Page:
Posted 3 years ago
Taking Charge of Your Breast Health
October is National Breast Cancer Awareness Month, which makes this a good time to take inventory on what you are doing to optimize the health of your breasts.
Breast cancer is the most common cancer in women; one out of eight women will develop breast cancer in their lifetime. This is quite an overwhelming statistic and one that calls for action. Although there are some risk factors for breast cancer that we can’t change like family history and advanced age, most risk factors are ones that we can control with the way we take care of our bodies. The World Health Organization estimates that over 20% of breast cancer deaths worldwide are attributable to a combination of risk factors that include overweight and obesity issues, inactivity, and alcohol consumption.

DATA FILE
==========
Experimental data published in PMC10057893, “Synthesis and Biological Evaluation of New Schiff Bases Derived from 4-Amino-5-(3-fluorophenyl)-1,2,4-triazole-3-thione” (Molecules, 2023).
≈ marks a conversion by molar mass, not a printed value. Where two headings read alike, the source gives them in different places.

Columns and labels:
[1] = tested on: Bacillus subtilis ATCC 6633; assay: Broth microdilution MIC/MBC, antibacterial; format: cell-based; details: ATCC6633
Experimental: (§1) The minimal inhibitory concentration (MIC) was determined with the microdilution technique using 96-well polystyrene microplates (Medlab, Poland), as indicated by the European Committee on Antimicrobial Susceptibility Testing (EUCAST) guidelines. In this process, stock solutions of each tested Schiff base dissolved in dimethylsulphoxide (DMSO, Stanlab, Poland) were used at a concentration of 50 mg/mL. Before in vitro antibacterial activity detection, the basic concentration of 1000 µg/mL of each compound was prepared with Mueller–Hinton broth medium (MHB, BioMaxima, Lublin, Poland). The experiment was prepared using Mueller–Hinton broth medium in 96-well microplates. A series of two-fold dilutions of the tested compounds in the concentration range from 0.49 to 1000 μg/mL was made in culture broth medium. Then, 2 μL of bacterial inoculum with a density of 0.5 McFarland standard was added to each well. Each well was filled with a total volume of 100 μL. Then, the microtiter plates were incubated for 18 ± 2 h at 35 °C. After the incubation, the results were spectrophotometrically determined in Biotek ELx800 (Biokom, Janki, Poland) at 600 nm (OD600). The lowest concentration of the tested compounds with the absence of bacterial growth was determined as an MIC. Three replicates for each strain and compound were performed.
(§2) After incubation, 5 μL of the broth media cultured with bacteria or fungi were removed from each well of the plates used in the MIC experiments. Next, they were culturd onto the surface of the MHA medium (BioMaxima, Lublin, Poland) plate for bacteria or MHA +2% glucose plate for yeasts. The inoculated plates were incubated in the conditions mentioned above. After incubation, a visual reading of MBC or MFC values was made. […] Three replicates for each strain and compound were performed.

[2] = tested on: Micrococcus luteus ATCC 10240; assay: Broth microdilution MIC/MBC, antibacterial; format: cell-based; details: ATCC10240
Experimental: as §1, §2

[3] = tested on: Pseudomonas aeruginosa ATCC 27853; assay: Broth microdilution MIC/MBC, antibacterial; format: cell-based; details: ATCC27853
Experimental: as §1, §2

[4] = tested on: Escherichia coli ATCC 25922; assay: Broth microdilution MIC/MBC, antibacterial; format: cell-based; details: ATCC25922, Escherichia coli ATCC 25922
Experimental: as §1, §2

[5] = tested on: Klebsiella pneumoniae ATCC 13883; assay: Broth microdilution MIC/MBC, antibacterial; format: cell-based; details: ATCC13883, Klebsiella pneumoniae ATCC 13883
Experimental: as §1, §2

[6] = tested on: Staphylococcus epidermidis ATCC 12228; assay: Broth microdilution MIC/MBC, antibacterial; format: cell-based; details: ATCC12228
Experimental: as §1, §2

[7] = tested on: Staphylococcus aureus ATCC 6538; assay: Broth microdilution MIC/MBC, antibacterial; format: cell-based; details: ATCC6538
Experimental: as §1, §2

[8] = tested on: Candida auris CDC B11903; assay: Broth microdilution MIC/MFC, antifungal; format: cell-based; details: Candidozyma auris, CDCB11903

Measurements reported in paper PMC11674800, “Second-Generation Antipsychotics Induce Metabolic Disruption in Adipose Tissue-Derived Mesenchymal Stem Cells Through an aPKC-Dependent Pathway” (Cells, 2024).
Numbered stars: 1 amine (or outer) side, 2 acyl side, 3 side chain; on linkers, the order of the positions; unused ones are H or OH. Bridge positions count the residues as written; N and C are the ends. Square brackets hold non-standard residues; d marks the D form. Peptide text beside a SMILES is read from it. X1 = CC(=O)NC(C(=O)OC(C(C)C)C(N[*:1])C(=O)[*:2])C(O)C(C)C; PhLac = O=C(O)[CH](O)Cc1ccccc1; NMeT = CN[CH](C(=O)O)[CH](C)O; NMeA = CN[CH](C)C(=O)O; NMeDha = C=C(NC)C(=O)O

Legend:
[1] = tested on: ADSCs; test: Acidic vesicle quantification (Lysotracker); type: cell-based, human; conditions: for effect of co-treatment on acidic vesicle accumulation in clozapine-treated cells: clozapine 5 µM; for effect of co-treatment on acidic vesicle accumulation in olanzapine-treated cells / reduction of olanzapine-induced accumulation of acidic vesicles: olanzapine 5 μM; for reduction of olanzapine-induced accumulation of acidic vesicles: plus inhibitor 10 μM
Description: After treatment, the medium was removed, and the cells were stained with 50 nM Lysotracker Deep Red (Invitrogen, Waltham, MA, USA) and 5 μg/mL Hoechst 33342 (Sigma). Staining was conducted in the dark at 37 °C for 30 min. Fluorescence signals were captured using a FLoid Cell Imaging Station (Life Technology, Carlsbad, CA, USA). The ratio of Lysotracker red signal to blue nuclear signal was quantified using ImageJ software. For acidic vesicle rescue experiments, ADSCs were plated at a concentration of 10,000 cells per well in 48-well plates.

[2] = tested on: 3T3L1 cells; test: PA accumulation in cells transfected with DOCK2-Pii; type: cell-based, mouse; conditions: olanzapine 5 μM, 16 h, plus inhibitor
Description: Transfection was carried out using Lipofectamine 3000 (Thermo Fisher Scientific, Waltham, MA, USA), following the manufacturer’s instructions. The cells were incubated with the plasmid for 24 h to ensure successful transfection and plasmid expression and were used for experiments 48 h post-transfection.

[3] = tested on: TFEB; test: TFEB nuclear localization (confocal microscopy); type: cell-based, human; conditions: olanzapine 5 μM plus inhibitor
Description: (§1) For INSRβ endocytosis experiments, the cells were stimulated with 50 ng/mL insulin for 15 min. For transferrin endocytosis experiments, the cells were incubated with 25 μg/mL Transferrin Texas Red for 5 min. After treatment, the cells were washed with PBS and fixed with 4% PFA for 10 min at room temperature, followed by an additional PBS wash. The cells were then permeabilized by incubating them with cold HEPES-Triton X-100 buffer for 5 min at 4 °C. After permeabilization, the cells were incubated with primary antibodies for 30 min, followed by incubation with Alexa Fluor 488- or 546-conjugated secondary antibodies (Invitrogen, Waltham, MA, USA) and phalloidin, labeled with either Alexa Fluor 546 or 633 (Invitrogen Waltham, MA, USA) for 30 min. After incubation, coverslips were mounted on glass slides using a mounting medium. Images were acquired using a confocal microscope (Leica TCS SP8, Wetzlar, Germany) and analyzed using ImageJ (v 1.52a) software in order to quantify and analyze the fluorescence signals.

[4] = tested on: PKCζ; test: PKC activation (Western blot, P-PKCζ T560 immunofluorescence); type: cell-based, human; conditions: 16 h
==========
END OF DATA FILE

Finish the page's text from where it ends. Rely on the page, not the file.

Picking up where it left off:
Obesity has become a national epidemic with approximately 70% of the U.S. adult population being overweight or obese. Being overweight or obese can raise a post-menopausal woman’s risk of developing breast cancer by 20 % or more. Extra body fat can increase a woman’s estrogen levels, inflammation markers as well as insulin and other growth factor levels which are thought to promote the development of breast cancer. It has been shown that losing as little as 4 pounds can start to lower that risk.